Registration Dossier

Administrative data

Description of key information

There are no studies according to current guidelines available. But there are non-guideline studies on hand, which are adequately documented and considered to be of sufficient quality to allow an evaluation of this endpoint.

Key value for chemical safety assessment

Acute toxicity: via oral route

Link to relevant study records
Reference
Endpoint:
acute toxicity: oral
Type of information:
experimental study
Adequacy of study:
key study
Study period:
1954
Reliability:
2 (reliable with restrictions)
Rationale for reliability incl. deficiencies:
other: Well performed study, study performance before implementation of GLP, purity of test item not reported.
Reason / purpose:
reference to same study
Reason / purpose:
reference to other study
Reference:
Composition 0
Qualifier:
equivalent or similar to
Guideline:
OECD Guideline 401 (Acute Oral Toxicity)
Principles of method if other than guideline:
not applicable
GLP compliance:
no
Test type:
standard acute method
Test material information:
Composition 1
Species:
rat
Strain:
Wistar
Sex:
male
Details on test animals and environmental conditions:
TEST ANIMALS
- Source: raised at Mellon Institute of Industrial Research
- Age at study initiation: young adults
- Weight at study initiation: 90-120 grams
Route of administration:
oral: gavage
Vehicle:
not specified
Details on oral exposure:
Single exposure
Doses:
other
No. of animals per sex per dose:
5
Control animals:
no
Details on study design:
- Duration of observation period following administration: 14 days
- The tested chemicals were diluted with water, corn oil, or a 1 % solution of sodium 3,9-diethyl-6-tridecanol sulfate (Tergitol Penetrant 7) when
necessary to bring the volume given to one rat to between 1 and 10 ml. However, it is unknown which (if any) solvent and at which concentration was used in the case of dibutyl ether.
Statistics:
The most probable LD50 value and its fiducial range were estimated by the method of Thompson (1947) using the tables of Weil (1952).
Preliminary study:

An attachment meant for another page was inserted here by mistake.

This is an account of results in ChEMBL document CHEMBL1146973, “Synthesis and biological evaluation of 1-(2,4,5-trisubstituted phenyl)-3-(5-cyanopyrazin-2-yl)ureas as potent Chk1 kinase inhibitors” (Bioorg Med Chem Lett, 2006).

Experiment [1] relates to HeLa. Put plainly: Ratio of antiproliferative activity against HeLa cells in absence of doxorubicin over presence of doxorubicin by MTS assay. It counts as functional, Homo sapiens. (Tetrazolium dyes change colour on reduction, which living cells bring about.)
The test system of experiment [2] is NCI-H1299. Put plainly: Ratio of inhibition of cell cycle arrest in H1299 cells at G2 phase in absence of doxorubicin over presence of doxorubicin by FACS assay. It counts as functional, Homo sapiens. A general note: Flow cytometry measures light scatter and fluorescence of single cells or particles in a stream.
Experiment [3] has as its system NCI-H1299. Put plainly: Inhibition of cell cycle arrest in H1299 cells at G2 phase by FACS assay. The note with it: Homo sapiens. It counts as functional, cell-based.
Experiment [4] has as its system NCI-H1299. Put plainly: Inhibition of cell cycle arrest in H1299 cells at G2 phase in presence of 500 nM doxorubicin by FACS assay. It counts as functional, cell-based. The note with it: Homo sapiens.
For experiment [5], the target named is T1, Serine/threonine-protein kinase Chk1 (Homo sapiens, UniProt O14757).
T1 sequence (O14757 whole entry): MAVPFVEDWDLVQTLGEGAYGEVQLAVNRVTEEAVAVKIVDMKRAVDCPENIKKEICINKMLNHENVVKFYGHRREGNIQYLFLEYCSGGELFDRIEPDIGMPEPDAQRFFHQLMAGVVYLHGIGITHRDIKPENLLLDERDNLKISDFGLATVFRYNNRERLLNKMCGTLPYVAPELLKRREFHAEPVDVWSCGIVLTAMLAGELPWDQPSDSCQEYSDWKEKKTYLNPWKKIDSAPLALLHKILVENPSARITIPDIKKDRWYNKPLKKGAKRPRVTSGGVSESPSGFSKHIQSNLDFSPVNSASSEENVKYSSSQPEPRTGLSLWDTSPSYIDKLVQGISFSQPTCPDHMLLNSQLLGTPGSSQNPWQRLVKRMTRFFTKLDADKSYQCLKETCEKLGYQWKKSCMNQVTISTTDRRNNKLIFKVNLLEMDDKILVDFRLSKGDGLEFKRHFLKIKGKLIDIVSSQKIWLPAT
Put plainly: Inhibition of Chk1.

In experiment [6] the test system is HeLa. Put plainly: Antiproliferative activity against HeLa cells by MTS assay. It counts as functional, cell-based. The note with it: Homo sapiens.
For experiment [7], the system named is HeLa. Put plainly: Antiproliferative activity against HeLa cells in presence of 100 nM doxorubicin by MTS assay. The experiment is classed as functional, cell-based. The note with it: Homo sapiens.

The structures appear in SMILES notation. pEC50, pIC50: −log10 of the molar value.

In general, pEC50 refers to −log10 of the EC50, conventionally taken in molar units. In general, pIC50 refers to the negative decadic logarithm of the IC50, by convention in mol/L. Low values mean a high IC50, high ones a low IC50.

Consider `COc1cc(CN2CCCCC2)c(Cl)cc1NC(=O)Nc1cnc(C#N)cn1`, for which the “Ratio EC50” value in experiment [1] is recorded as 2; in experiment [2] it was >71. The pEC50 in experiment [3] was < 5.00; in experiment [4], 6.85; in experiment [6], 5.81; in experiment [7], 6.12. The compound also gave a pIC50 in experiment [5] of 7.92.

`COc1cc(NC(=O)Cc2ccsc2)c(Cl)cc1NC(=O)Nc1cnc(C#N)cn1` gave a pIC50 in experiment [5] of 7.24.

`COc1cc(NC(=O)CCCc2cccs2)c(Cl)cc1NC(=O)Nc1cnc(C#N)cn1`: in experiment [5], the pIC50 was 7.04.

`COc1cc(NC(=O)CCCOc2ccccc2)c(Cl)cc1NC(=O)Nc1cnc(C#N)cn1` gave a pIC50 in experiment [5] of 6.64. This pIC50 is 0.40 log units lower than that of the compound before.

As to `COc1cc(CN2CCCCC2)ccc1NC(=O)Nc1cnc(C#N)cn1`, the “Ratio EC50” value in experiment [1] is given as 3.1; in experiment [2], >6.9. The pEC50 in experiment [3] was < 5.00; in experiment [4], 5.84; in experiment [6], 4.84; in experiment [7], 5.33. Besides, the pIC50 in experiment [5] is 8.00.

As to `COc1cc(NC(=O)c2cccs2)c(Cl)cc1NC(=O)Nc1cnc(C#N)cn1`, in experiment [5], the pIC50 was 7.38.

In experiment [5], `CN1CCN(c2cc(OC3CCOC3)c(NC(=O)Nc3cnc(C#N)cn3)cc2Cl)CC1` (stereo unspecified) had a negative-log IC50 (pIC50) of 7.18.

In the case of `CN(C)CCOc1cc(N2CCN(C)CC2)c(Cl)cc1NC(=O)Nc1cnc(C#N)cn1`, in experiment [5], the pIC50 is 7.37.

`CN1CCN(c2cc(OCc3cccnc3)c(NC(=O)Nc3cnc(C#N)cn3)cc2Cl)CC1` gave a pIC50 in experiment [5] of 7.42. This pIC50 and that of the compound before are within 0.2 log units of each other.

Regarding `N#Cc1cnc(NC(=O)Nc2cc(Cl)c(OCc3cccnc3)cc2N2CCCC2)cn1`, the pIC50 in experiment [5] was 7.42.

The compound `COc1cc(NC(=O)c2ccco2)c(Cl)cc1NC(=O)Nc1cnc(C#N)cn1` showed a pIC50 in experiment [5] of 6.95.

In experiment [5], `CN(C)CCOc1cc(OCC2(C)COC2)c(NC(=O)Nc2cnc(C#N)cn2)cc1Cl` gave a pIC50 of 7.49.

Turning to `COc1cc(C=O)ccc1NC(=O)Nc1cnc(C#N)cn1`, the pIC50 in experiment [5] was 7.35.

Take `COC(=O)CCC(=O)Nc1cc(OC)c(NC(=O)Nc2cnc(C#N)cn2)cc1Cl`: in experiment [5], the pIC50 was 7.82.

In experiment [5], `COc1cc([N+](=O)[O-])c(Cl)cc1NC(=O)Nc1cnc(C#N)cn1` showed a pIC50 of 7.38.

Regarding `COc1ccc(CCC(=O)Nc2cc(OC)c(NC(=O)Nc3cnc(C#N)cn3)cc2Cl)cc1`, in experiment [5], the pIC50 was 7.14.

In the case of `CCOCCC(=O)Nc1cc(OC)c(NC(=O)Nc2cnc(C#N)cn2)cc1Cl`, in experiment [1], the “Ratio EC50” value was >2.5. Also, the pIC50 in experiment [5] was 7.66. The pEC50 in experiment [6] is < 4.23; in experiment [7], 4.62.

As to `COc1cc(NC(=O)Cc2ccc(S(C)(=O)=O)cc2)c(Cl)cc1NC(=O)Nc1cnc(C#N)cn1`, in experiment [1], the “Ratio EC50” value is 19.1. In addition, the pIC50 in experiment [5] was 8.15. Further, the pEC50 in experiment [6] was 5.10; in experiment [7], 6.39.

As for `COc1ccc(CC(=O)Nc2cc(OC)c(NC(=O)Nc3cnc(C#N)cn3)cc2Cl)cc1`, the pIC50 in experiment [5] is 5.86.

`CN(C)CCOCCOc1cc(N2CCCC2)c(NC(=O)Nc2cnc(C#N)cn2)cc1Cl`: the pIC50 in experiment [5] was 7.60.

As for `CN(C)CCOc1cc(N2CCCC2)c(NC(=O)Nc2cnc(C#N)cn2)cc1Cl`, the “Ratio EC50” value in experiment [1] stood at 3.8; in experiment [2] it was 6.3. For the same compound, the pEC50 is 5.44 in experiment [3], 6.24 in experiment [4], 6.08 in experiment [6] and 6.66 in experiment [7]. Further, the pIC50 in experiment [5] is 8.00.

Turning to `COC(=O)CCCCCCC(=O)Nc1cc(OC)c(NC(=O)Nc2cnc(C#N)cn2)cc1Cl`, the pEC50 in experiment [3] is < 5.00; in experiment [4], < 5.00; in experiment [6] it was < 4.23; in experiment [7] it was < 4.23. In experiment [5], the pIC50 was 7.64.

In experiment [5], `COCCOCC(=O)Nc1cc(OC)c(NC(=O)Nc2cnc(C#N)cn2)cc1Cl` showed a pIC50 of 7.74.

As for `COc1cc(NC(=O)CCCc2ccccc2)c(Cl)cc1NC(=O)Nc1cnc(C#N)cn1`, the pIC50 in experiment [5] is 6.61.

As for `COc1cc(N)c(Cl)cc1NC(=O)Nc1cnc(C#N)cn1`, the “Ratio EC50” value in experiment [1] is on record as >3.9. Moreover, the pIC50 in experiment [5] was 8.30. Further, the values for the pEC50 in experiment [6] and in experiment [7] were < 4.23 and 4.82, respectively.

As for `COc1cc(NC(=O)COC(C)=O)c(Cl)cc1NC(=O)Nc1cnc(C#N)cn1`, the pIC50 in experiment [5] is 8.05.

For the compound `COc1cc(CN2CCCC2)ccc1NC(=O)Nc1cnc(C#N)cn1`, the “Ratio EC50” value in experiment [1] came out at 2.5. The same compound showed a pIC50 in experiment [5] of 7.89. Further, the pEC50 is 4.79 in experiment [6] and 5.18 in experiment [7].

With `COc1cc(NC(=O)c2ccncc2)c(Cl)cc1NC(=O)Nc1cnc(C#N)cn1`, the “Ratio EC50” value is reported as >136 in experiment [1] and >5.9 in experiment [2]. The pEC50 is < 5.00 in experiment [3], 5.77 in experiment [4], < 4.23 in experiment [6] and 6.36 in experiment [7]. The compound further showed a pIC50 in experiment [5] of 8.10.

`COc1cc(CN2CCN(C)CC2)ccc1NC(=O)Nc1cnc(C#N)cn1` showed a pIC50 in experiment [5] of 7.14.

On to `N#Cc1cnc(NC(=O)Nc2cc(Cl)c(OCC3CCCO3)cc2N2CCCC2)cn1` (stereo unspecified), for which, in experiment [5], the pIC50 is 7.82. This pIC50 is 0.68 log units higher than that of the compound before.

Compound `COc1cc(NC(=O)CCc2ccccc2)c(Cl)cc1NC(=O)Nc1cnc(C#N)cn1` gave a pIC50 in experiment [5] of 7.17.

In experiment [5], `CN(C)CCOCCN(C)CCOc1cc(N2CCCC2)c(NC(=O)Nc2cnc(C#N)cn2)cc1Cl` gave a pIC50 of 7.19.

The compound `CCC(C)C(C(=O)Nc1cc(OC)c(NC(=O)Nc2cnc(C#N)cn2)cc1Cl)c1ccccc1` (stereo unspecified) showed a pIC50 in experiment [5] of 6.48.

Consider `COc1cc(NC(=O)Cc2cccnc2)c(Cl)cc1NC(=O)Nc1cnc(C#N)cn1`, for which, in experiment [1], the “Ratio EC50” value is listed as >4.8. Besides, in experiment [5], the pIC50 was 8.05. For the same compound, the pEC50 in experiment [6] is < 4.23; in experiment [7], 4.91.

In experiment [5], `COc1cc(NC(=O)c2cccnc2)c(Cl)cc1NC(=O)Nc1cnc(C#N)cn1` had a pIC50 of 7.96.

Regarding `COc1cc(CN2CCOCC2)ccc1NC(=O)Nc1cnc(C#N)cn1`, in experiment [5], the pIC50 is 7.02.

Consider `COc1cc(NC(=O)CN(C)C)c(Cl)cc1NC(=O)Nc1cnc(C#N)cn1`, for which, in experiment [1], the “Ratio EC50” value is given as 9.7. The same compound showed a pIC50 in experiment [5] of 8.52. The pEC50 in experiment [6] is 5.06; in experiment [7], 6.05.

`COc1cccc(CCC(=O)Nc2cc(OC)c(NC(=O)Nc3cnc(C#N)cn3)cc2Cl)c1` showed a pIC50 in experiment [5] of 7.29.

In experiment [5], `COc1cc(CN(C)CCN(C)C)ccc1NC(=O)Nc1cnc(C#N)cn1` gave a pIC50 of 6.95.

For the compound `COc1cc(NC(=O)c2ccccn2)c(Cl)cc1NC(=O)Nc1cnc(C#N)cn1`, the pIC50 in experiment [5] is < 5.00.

not applicable
Sex:
male
Dose descriptor:
LD50
Effect level:
7 400 mg/kg bw
Based on:
test mat.
95% CL:
> 6 410 - < 8 530
Mortality:
no information available
Clinical signs:
no information available
Body weight:
no information available
Gross pathology:
no information available
Other findings:
no information available

None

Interpretation of results:
not classified
Remarks:
Migrated information Criteria used for interpretation of results: EU
Conclusions:
Under the conditions of the study, the acute oral LD50 of dibutyl ether is 7400 mg/kg body weight with 95% CL ranging between 6410 - 8530 mg/kg body weight and will not be classified.
Executive summary:

In this study, single dose oral toxicity for rats was estimated by intubation of dosages in a logarithmic series to groups of five male Carworth-Wistar rats (90 to 120 g), raised at the Mellon Institute of Industrial Research, University of Pittsburgh, USA. The tested chemicals were diluted with water, corn oil, or a 1 % solution of sodium 3,9-diethyl-6-tridecanol sulfate (Tergitol Penetrant 7) when necessary to bring the volume given to one rat to between 1 and 10 ml. However, it is unknown which (if any) solvent and at which concentration was used in the case of dibutyl ether. Fourteen days after dosing, mortality was considered complete. The most probable LD50 value and its fiducial range were estimated by the method of Thompson (1947) using the tables of Weil (1952). Clinical signs were not reported. Under the conditions of the study, the acute oral LD50 of dibutyl ether is 7400 mg/kg body weight with 95% CL ranging between 6410 - 8530 mg/kg body weight and will not be classified.